Rosemary Oil For Hair Growth: How It Works + 5 Ways To Add It To Your Routine
If you're dealing with increased shedding, it takes time and patience to not only get to the root of the issue but also figure out the best targeted treatments—and results likely won't happen overnight. We're not going to tell you that managing thinning hair is a simple mission you can tick off your to-do list. But are there tried-and-true methods, backed by herbal traditions and scientific evidence, that can help support the process? You bet.
One particular remedy earns a lion’s share of praise: rosemary oil. It's a superstar in the natural hair growth space, and there are countless ways to use it in your routine. Here, you’ll find everything you need to know about the special herb, including an easy, efficient shower hack to use it.
Rosemary oil for hair.
Rosemary oil is an essential oil derived from—you guessed it—the aromatic rosemary herb. And when it comes to using essential oils for hair, it’s a shining star: Not only has it been clinically shown to be effective for hair growth (more on that later), but it also has the ability to strengthen the strands that you already have. You can read more about the benefits here, but here’s the gist:
- Hydration: You should always pair rosemary oil with another carrier oil (like jojoba, for example), and these carriers act as a natural moisturizer, which helps to keep hair hydrated.
- Fullness: The oil nourishes the hair follicle, promoting thickness and hair count.
- Healthy hair growth: Since rosemary oil has anti-inflammatory properties, it can reduce free radical damage and irritation on the scalp—this, in turn, helps healthy hair grow in.
- Stimulates the scalp: Essential oils, like rosemary, can stimulate circulation in the scalp, which helps deliver blood flow and healthy nutrients to the hair follicles.
- Removes buildup: "Rosemary oil has purifying properties that make it a key part of my hair routine and one of my favorite hair blends," Leslie Lewis, senior director of global training and education at Young Living, previously told mbg. Those purifying abilities can help clarify the scalp and lift excess oil, debris, and buildup from the follicles.
- Reduces frizz: If you struggle with dry hair, a diluted rosemary oil can ease frizz and prevent breakage.
- Adds shine: Botanical oils specifically (rosemary included), coat hair a light-reflecting layer, adding high shine to your strands. Plus, rosemary is brimming with polyphenols, like carnosol, carnosic acid, and rosmarinic acid1. Considering these antioxidants can help neutralize free radical damage on the scalp and hair, rosemary oil can help strengthen the strands you have and keep them vibrant and lush.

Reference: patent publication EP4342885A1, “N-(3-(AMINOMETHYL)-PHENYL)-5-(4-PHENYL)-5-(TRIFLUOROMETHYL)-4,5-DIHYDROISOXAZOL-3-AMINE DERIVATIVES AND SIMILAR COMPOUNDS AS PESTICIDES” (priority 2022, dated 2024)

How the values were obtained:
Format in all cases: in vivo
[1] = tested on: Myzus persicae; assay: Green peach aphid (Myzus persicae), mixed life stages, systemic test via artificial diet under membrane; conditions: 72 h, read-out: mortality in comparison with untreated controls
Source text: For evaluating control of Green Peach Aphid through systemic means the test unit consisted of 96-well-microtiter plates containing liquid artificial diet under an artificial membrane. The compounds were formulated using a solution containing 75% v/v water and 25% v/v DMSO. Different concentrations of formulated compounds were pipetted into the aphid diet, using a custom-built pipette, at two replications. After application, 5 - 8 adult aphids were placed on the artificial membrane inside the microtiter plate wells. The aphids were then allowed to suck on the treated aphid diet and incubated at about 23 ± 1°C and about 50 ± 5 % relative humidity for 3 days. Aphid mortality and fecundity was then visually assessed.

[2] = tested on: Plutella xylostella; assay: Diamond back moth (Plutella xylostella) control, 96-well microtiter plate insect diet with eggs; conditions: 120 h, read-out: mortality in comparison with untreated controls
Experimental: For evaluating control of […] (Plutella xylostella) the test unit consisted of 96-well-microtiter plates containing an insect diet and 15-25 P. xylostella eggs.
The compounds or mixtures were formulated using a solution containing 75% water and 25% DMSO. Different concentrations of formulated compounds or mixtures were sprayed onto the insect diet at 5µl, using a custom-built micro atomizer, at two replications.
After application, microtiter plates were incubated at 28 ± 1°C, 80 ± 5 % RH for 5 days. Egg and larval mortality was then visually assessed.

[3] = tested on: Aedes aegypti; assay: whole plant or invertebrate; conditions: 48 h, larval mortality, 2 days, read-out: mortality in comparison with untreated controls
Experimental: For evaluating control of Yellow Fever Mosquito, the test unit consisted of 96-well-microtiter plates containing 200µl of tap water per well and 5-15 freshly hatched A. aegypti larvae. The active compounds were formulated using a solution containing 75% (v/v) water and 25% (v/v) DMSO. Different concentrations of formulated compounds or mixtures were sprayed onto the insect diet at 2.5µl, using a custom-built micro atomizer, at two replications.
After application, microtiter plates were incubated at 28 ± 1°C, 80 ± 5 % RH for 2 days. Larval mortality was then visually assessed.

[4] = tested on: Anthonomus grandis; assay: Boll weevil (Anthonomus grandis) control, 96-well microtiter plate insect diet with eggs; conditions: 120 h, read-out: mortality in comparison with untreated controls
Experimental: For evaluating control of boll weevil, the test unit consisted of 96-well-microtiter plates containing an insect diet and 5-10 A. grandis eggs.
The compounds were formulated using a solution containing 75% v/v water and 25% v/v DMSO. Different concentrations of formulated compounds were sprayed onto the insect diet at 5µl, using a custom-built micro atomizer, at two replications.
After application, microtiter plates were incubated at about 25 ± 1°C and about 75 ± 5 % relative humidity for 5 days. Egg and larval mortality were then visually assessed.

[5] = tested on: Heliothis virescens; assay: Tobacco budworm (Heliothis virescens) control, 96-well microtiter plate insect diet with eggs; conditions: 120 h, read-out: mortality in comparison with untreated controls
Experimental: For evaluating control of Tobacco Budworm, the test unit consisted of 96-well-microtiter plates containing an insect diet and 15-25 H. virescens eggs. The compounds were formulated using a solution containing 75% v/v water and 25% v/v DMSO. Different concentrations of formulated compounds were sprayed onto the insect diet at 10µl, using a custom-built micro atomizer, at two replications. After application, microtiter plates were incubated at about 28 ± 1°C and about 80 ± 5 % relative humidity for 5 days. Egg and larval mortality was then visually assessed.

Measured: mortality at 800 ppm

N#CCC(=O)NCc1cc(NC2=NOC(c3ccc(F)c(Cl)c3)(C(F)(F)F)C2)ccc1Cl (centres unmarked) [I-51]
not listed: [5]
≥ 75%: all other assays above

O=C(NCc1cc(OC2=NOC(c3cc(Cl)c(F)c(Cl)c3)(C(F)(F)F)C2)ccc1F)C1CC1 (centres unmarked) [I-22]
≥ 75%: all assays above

- Eases dandruff: Because rosemary oil also has anti-inflammatory and antifungal properties, it can help minimize dandruff symptoms, too.
Does it work for hair growth?
Rosemary has a long history of use in herbal medicine (it was highly valued in Egypt, Greece, and Rome for its beauty benefits). Beyond its historical use, rosemary oil has been clinically studied as well, with promising results. See, rosemary is a fabulous herb for stimulating circulation on the scalp—which, in turn, has the potential to spur hair growth. In fact, a 2015 randomized comparative trial found that rosemary essential oil was just as effective2 as minoxidil (the active ingredient in many commercial hair-growth products) for reversing hair loss caused by androgens—also known as male- or female-pattern baldness—after six months.
And guess what? In the study, the minoxidil had a higher rate of itching and discomfort on the skin—rosemary, however, did not. Perhaps that's why holistic plastic surgeon Anthony Youn, M.D., deemed the blend "a very reasonable option for people who want to stay natural and have some thinning hair issues" on the mindbodygreen podcast.
This is promising as hair loss can affect a wide range of folks—women, men, those dealing with stress, and people in menopause.
How to use rosemary oil in your hair care routine.
The great news about rosemary oil is that it is incredibly versatile. Here are some of the ways you can take advantage of this all-star EO: